A Step-by-Step Path to Spiritual Growth
A Step-by-Step Path to Spiritual Growth:
Teachings of Dhammapada
In May, we completed reading the Tao-te Ching. Decades ago, the Taoist scripture had cast a spell on me that was never quite undone. It had spoken to the deepest recesses of my heart and mind. I knew I would go back to it someday. And I did. Re-reading the incredibly effective book for 81 weeks has increased my sense of awe of nature and my capacity to progress emotionally and spiritually, albeit painstakingly slowly. How did it affect you?
We will start reading Dhammapada from June 5. The word Dhammapada may be roughly translated as “The Righteous Path of Life.” A collection of vivid Buddhist verses, it is the second book on our reading list of four Asian scriptures. The other two sacred books are the Hindu Bhagavad-Gita and the Sikh Guru Granth Sahib.
Dhammapada is comparatively easy to follow. It was not written for monks and nuns but for everyone. It contains 423 verses divided in 18 chapters. When read wholeheartedly, it can become part of our daily lives, in some cases, even transform us in many ways.
Dhammapada contains the essence of the teachings of the Buddha. Buddha taught us to know our authentic selves. He taught that nothing in our lives happens by chance, that we are our own lamps, that we make our own destiny. What we deeply desire manifests in our actions and words. It is not some divine power that punishes or rewards us; we punish and reward our own selves.
Freedom from selfish desires is one of the threads that runs through Dhammapada as it does through Tao-te Ching. These are the desires that make us restless for rewards and keep us from enjoying the present moment. Selfish desires are our downfall.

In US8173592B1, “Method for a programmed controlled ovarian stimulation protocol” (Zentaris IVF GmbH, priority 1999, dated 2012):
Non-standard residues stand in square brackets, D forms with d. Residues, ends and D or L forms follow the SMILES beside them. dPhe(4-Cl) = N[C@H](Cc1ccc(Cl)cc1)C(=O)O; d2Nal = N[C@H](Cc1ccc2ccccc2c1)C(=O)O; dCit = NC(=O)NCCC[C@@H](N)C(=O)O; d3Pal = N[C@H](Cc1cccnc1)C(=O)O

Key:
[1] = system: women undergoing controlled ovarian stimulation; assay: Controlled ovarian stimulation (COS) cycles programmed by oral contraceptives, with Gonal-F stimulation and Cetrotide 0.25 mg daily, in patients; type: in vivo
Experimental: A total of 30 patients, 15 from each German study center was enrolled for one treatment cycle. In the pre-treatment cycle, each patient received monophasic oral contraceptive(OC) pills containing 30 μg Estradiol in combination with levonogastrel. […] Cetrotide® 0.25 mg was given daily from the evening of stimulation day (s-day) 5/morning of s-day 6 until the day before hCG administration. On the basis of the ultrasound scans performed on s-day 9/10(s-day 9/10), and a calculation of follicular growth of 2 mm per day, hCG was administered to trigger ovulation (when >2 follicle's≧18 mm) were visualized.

To quote from Tao-te Ching, chapter 47, “As I Understand It:”
“When we collect, gather, hoard we become addicted to ceaseless desire to possess. Our thirst for stuff never quenches. But when we decrease stuff by giving, gifting, granting we feel freedom and strengthen our link with inner self. The inner strength does not die.
Let’s try to live in this world without wanting to possess it. Let’s take pleasure in people we love, in the beauty of nature, in the sounds of music, in the fragrances and flavors. When we practice giving, donating, bestowing and become aware of our sensuous surroundings we become as free as an infant.”
The Buddha, above all else, emphasized the practice of meditation. Though a difficult discipline, meditation helps us to get in touch with ourselves. Its practice takes years–from simply breathing with attention all the way up to the fourth stage of Samadhi. Step-by-step, we descend into the depths of the unconscious. We begin to see connections between personal problems and their deeper causes. We become aware of our personal thoughts, feelings, habits, experiences and frozen memories. With this awareness we are willing to make changes in our lives. Our mind clarifies and becomes calm. When the thought process slows down we get a glimpse into a deeper consciousness. The veil of self-centeredness and selfish desires is removed. There is no fear, no guilt, regret or resentment. We realize that the world we experience is of our own making.
We can read Dhammapada, a slim volume of 18 chapters, in less than an hour but it will take us eighteen weeks to finish. However, to follow its teachings would take one a lifetime, if not more.